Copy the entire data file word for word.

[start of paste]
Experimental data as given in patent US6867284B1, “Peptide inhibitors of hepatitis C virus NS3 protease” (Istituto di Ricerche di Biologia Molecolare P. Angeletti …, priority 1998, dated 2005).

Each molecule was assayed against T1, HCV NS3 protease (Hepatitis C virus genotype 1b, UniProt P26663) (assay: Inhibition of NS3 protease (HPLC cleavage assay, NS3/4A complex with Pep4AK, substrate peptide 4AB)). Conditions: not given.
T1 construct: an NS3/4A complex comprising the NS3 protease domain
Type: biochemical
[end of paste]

Experimental data as given in patent US6867284B1, “Peptide inhibitors of hepatitis C virus NS3 protease” (Istituto di Ricerche di Biologia Molecolare P. Angeletti …, priority 1998, dated 2005).

Each molecule was assayed against T1, HCV NS3 protease (Hepatitis C virus genotype 1b, UniProt P26663) (assay: Inhibition of NS3 protease (HPLC cleavage assay, NS3/4A complex with Pep4AK, substrate peptide 4AB)). Conditions: not given.
T1 construct: an NS3/4A complex comprising the NS3 protease domain
Type: biochemical